Detective Inspector Jack Frost is an unconventional policeman with sympathy for the underdog and an instinct for moral justice. Sloppy, disorganized and disrespectful, he attracts trouble like a magnet.
Following the young Endeavour Morse in his early day as an Oxford police constable working with CID, encountering Strange for the first time, and developing the notable personality traits he would latterly refine.
With the help of DS John Bacchus, Inspector George Gently spends his days bringing to justice members of the criminal underworld who are unfortunate enough to have the intrepid investigator assigned to their cases.
In this police series, situated in the stately area around Oxford, the mild mannered but nevertheless very thorough Chief Inspector Morse and his trusted colleague Detective Sergeant Lewis solve many murder mysteries. Every episode (of about 100 minutes) shows a complete story. Written by
Peter Zweers <firstname.lastname@example.org>
Ailish Hurley was the bar manager of Chapter's Bar (now the Morse Bar), Randolph Hotel, Oxford. She was a good friend of Colin Dexter and was a continual source of inspiration to him, persuading him to carry on writing the Inspector Morse novels on which the TV series is based. As a mark of respect, he asked for her to be given a cameo role in the final Inspector Morse film, Inspector Morse: The Remorseful Day (2000), where she is briefly seen serving coffee to Morse and Sandra Harrison. Sadly, she died of cancer on 25 September 2005. See more »
Drink that, Lewis, and loosen some brain cells.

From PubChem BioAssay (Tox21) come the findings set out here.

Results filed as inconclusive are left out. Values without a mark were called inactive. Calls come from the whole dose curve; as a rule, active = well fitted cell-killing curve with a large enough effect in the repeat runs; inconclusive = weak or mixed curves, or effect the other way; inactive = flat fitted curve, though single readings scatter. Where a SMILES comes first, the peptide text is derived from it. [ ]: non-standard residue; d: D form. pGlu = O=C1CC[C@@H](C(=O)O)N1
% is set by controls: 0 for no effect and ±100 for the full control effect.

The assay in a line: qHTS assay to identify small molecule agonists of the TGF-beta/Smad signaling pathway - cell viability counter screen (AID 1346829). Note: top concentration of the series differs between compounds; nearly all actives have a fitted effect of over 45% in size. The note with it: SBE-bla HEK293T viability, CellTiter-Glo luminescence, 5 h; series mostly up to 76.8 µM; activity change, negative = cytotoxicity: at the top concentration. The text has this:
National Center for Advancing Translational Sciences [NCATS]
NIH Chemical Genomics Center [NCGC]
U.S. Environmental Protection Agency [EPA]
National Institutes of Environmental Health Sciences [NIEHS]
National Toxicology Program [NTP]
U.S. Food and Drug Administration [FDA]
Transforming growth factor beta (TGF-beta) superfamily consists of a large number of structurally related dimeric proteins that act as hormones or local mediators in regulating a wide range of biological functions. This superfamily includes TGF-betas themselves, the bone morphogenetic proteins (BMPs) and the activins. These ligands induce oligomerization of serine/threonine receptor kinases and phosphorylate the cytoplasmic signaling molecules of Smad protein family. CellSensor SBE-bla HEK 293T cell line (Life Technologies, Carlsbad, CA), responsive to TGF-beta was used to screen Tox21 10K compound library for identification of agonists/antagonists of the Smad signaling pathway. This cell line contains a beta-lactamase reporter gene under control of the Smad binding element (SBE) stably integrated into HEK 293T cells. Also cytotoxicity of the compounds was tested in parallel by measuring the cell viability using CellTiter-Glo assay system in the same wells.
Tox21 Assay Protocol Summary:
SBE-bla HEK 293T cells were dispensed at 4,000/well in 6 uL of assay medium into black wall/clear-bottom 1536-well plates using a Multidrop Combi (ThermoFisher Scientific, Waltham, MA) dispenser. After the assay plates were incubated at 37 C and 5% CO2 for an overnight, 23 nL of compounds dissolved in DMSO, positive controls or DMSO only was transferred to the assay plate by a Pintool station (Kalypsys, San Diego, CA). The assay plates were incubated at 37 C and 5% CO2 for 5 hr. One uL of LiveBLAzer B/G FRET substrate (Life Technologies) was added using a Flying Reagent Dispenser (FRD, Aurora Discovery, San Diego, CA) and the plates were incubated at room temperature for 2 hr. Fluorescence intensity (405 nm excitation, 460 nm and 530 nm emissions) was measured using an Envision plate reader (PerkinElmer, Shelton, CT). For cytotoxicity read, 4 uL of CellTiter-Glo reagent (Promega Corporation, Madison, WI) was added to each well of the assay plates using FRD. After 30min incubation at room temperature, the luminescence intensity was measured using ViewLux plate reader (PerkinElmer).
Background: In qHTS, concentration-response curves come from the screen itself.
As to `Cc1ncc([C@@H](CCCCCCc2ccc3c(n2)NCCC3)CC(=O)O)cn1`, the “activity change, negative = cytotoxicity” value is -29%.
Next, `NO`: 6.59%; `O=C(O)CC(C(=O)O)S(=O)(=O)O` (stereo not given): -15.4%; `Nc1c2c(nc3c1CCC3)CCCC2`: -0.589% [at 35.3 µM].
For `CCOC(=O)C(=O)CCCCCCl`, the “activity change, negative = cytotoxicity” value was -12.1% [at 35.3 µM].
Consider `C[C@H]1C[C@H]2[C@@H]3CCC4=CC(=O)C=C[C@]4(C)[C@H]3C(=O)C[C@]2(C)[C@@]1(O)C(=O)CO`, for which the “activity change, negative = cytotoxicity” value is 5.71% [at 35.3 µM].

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The flute in the theme music spells Morse's name in Morse code. Also, it sometimes spells the name of the murderer(!) and sometimes the name of an innocent character, to throw knowledgeable listeners off the trail. See more »
Well, where can one begin. Inspector Morse is remarkable in every way. The characterisation of Morse and Lewis is wonderful. By the end of the series we know so much about Morse. It kind of brings a bonding between the character of Morse and the viewer. The show gives an English cultural feel to the programs which is also reflected by the character of Morse.
I also like the way in which Morse CAN get it wrong. It makes him human. This element is wonderfully executed as it deceives the viewer into following the track of Morse and then slaps you back in the face much to the viewers shock. This adds a fabulous twist and an element of surprise which is hard to find in many detective programs.
There are not many detective programs that carry symbols to represent themselves either. The Jaguar, the pub, the opera, classical music and crosswords. All these objects made the program. I mean, if I saw a red Jaguar parked in town, the first thing that would come to my head would be Morse.
I also believe that John Thaw and Kevin Whatley should be given so much credit for the way in which they have brought these characters to life. They came across so convincingly and played so well off of each other. A truly wonderful experience.
I would also like to take this opportunity to say that John Thaw was a fine and wonderful actor who will be missed greatly.
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